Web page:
Beats | April 11, 2017

Risk-Adjusted: Finding value in reduced risks for companies and communities

The team at


Risk is getting an impact makeover.

Systemic risk reduction is emerging as a powerful investment argument for enterprises that can mitigate risks such as food insecurity, water shortages and even human and labor rights transgressions.

Corporations and other strategic investors increasingly are seeing positive social impact as part of their risk-management toolkits, opening a new stream of capital for social enterprises.

In this week’s Returns on Investment podcast, our regular roundtable takes on the surprisingly squirrelly topic of risk.

Listen to the latest Returns on Investment podcasts
That impact investments are being seen as risk-reducing is something of a twist, given that many impact enterprises themselves are often considered high-risk. Indeed, for many mainstream investors, the consideration of social or environmental impact is itself a risk factor. “Socially responsible investment has a reputation of not being good at risk,” says Imogen Rose-Smith, senior writer at Institutional Investor magazine, who says impact is still considered a “narrow, illiquid, esoteric investment approach.”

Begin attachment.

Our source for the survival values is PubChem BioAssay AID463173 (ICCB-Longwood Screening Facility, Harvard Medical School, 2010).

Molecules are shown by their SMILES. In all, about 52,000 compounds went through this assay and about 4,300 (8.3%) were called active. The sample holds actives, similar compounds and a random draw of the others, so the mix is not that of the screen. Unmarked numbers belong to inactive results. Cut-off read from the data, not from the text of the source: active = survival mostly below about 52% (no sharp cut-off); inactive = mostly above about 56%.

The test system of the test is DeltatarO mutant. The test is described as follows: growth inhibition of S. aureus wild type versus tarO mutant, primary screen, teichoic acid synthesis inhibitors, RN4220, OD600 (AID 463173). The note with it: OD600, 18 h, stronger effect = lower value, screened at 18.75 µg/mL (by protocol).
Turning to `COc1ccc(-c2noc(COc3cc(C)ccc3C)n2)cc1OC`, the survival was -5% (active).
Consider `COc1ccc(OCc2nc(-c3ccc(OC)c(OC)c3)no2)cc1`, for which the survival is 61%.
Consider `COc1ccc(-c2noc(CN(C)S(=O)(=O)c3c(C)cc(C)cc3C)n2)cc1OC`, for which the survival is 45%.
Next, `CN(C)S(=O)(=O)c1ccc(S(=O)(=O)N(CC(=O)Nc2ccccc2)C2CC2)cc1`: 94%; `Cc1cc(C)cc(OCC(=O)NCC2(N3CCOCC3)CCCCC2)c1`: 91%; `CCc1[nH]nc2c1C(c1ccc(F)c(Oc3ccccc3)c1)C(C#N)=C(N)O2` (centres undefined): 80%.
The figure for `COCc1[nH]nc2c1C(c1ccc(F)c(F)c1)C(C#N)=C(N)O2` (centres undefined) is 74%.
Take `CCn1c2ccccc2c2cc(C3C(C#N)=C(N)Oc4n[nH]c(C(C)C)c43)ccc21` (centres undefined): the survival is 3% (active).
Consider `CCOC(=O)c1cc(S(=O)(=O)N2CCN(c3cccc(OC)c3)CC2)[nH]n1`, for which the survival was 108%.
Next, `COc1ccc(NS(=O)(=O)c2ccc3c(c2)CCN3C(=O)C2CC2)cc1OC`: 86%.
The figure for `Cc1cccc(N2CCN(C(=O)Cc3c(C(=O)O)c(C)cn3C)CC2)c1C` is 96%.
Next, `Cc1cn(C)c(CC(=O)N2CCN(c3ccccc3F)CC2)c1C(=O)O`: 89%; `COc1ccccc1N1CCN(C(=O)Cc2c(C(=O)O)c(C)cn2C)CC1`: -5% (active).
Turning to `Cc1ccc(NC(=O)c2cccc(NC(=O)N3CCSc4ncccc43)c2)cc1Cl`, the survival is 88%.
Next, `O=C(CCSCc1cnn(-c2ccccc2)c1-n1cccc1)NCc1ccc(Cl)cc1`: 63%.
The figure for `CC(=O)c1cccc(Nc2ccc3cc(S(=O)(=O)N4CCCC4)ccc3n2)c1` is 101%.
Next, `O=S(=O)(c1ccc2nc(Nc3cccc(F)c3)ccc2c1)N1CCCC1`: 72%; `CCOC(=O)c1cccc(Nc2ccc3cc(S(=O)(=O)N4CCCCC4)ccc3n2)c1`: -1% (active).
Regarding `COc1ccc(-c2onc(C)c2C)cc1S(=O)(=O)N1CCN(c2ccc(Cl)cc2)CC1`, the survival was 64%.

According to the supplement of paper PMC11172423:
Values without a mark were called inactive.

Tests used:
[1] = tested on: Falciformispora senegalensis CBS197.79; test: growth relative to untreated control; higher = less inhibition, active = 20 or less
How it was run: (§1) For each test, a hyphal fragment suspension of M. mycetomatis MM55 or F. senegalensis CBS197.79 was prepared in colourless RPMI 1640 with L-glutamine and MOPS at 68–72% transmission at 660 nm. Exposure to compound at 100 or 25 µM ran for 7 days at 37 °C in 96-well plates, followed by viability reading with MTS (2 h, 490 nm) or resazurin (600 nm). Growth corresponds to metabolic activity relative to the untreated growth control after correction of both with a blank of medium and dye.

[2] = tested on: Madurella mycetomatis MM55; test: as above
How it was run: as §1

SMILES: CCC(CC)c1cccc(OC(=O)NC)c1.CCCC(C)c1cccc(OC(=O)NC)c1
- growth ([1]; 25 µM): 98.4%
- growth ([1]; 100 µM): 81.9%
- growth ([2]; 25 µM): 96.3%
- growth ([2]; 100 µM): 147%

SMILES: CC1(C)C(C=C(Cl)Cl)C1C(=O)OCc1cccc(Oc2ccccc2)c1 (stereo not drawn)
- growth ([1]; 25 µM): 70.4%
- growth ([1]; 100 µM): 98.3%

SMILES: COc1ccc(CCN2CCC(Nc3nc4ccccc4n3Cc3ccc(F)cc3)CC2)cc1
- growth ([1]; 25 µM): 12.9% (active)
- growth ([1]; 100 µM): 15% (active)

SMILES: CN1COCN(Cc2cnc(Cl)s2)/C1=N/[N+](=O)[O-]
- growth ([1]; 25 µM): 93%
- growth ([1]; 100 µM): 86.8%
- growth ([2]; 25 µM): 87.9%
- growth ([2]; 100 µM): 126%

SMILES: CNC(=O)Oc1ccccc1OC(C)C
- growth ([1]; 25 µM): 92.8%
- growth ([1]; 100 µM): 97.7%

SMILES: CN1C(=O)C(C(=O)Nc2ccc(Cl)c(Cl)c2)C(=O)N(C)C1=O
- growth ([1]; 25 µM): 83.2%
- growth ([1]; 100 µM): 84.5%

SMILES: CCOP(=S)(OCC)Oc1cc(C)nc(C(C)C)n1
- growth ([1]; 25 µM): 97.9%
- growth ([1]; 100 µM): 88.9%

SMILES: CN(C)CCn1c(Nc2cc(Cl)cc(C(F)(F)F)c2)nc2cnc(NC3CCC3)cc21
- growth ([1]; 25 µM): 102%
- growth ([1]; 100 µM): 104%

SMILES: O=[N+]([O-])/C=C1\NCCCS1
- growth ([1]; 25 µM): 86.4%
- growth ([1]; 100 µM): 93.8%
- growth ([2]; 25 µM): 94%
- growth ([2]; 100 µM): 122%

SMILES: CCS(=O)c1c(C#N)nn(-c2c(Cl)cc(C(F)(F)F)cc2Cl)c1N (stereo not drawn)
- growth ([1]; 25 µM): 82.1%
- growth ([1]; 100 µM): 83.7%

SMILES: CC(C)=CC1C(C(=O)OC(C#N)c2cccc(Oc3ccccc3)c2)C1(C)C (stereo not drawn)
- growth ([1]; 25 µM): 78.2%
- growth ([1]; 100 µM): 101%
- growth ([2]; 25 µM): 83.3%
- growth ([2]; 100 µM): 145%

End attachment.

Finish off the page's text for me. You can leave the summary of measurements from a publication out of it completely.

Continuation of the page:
Thinking only about the risk of a single enterprise or investment may be too narrow, however. Corporations, for example, are increasingly working with both social enterprises and non-governmental organizations to try to secure their supply chains, improve their governance (by, for example, improving working conditions in their contract manufacturing facilities) and bolster community well-being. (Amit Sharma and Michael Chodos laid out this approach nicely in an essay last year for the Beeck Center, “Managing Sustainability Risks as Profitable Opportunities.”)

Listen to the latest Returns on Investment podcasts
“Impact investing is taking on issues that are increasingly seen as taking on systemic risk,” I argue in the podcast. “It’s another way of framing up the value of investments in water resources, in food security, in climate-risk reduction. If impact investments are seen as risk-reducing, then it takes a little bit of the burden off of whether they’re going to be home runs on the returns side.”

Imogen acknowledged the trend but said investors have yet to credit management for such efforts. “The capital market has yet to value those kind of initiatives even as the corporate world has,” she said.

Brian Walsh, head of impact for the New York financial technology firm Liquidnet, added yet another layer to the discussion: “What about the risk of an investment not having the intended social impact?”

Listen to the latest Returns on Investment podcasts

Photo credit: Dan Carlson